One freezing February day in 1994, environmental scholar and activist Robert Bullard was summoned to the White House. He had no idea why. When he was ushered into the Oval Office, he discovered that President Bill Clinton had invited him to witness the signing of an executive order that would require the federal government to consider the environmental consequences to low-income communities before implementing policies.
It was a high point for the burgeoning “environmental justice” movement, which had taken its struggle to stop the concentration of pollution in poor and predominantly non-white communities all the way to the White House.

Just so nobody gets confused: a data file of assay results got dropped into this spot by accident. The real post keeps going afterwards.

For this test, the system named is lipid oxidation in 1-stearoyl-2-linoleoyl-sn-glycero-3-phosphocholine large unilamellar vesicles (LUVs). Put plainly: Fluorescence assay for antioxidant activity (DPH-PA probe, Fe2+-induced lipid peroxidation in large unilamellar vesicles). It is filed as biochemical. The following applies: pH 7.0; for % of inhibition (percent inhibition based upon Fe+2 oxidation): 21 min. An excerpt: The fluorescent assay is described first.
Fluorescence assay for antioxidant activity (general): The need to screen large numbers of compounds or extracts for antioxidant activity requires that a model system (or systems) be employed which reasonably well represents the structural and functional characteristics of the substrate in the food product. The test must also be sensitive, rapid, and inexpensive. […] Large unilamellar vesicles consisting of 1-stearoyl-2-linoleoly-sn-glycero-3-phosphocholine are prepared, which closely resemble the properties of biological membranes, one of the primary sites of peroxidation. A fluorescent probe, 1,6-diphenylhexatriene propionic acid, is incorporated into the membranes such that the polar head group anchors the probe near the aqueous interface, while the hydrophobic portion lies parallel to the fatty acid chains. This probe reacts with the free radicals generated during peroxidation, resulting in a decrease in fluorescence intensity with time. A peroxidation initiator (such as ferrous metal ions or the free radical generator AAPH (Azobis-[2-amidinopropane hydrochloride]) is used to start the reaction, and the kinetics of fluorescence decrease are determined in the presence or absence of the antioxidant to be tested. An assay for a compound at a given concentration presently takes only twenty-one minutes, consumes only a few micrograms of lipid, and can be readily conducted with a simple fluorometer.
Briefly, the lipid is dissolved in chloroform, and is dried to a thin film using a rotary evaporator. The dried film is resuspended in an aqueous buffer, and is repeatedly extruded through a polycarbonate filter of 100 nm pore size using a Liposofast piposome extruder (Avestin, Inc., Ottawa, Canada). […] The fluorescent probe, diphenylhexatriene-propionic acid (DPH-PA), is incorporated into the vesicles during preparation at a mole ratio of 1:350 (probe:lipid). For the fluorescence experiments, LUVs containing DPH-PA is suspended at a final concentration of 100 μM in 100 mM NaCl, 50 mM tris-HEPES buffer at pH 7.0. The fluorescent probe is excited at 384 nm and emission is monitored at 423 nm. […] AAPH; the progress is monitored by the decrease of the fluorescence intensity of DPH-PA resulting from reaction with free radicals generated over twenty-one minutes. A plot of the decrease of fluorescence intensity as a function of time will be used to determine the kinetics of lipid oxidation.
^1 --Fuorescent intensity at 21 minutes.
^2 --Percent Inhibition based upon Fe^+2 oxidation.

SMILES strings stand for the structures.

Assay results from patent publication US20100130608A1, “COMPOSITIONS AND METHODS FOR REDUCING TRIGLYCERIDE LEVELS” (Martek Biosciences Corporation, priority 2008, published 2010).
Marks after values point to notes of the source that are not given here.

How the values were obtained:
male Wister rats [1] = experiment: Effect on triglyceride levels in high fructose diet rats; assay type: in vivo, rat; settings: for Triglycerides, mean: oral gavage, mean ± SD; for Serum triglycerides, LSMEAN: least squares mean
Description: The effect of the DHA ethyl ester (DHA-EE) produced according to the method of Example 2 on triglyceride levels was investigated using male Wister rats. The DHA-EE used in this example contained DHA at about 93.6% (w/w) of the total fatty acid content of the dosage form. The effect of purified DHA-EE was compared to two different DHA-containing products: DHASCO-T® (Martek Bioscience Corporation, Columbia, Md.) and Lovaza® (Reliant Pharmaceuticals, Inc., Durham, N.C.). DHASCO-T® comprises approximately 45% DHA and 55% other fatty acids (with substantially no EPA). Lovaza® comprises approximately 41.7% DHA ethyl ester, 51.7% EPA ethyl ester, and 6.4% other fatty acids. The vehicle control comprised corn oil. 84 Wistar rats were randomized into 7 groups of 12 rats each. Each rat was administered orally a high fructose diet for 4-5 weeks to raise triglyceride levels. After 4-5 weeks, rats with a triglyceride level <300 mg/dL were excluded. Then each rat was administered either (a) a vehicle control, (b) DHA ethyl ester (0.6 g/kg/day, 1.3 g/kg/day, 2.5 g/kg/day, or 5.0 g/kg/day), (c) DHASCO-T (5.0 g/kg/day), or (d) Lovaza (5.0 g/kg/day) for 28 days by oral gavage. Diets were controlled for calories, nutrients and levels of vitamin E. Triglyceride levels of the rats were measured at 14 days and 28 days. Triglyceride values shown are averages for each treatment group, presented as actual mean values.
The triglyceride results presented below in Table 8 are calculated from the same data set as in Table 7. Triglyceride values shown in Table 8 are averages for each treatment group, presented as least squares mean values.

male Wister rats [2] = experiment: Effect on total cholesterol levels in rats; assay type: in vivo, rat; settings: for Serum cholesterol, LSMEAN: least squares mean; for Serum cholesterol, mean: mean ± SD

Now, Bullard and the environmental justice movement that he helped found are celebrating another high point. On Saturday, Bullard joined a group that includes former vice president Al Gore, Jacques Cousteau and Wallace Stegner when he was awarded the Sierra Club’s John Muir award. The prize, named for the founder of the longest operating environmental protection organizations, is the group’s highest honor and is granted for “a distinguished record of achievement in national or international conservation causes.” Bullard, who has dedicated his career to protecting low-income and minority communities from becoming the waste dumps of the nation, is the first African American to win the award since the group started handing it out in 1961.